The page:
Credential Service Provider
A Trusted Entity that issues or registers subscriber authenticators and issues [verifications of] electronic credentials to subscribers. A CSP may be an independent third party or [it may] issue credentials for its own use.
- Each federation must establish rules for determining how a Trusted Entity will be accepted for inclusion in a registry by the federation's Accreditation Authority. (See details below for federation assurance.)
- In other words, each federation must understand what they mean by Trusted Entity as the CSP will have the authority to validate credentials under the federations rules.
- The slight change to the NIST wording was to meant to clarify that subscribers (or subjects) can create their own credentials is protected storage and ask the CSP to verify the security of those credentials.
- Federation Agreement = a document, or group of documents, that contain the agreed upon “rules” by which the federation operates.
- A trusted entity that issues or registers subscriber authenticators and issues electronic credentials to subscribers. A CSP may be an independent third party or issue credentials for its own use. (NIST SP 800-63-3)/
- A trusted entity that issues or registers Subscriber tokens and issues electronic credentials to Subscribers. The CSP may encompass Registration Authorities (RAs) and Verifiers that it operates. A CSP may be an independent third party, or may issue credentials for its own use. (Original proposal from IDESG)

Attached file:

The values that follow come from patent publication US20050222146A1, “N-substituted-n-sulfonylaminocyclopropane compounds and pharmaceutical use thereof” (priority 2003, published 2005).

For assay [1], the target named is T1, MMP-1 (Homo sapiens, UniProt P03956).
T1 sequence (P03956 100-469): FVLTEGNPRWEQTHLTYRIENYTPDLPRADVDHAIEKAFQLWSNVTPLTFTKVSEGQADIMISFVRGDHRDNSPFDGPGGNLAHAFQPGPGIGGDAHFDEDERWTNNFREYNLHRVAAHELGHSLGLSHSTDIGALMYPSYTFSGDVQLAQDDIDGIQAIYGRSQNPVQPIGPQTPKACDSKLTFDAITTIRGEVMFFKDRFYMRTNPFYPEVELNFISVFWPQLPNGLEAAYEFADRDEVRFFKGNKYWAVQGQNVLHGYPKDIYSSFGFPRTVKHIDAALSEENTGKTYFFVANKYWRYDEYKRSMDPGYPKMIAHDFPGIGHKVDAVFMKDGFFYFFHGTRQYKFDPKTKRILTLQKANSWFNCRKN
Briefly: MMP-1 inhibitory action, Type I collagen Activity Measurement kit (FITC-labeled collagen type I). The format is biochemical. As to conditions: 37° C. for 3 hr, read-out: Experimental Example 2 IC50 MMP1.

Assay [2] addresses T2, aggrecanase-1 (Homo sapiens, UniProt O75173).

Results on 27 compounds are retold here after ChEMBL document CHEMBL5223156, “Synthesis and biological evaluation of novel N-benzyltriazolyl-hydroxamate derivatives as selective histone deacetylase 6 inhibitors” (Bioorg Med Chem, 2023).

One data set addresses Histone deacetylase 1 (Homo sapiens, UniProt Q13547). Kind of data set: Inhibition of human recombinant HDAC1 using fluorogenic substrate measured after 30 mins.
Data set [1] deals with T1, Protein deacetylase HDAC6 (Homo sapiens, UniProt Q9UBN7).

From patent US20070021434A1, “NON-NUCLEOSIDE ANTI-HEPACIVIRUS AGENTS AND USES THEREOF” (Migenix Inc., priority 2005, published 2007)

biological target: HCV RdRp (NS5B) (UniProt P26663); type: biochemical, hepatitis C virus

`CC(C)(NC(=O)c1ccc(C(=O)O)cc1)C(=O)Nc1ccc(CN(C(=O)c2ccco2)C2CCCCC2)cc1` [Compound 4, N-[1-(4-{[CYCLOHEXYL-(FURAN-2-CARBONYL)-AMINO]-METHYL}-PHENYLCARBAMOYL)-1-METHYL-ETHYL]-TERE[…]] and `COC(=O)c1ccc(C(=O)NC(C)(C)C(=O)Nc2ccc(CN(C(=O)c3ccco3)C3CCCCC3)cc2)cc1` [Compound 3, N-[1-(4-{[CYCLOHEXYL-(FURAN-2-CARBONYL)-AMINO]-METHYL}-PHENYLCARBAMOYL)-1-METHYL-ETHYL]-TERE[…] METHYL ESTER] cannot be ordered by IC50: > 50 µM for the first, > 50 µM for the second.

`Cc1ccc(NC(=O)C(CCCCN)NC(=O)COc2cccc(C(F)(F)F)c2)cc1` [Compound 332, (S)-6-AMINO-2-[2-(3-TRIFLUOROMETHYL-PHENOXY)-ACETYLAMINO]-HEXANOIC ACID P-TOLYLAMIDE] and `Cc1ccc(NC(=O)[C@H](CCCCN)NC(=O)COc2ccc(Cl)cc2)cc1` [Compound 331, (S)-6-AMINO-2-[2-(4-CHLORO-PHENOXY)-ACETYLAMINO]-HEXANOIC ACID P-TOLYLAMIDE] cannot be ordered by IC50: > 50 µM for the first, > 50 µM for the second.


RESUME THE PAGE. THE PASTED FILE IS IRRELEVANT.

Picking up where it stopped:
- An entity that performs identity proofing, registration and issues some form of a subscriber token within some procedural context designed to convey a degree of trust.(Wallace)
- A trusted entity that issues credentials to Subscribers.(D'Agostino)
- Credential Service Provider: an organization which provides the functions of an [electronic] Identity Proofing and Credential Management Service, either in full or as a discrete component (i.e., a sub-set of the functions). - Kantara IAWG
- For basic levels of assurance the CSP can provided verified attributes, but these should be treated by any relying party as self-asserted. (IAL1, AAL1 and FAL1)
- For higher levels of identity assurance the CSP must verify (IAL2) remote or (IAL3) physically present identity proofing, including pseudonymous identity.
- For higher levels of authentication assurance the CSP must verify proof of possession and control of (AAL2) two factors or (AAL3) a hardware-based authenticator of 2 factors.
- For higher levels of federation assurance the CSP must verify (FAL2) approved encryption or (FAL3) proof of possession and approved encryption.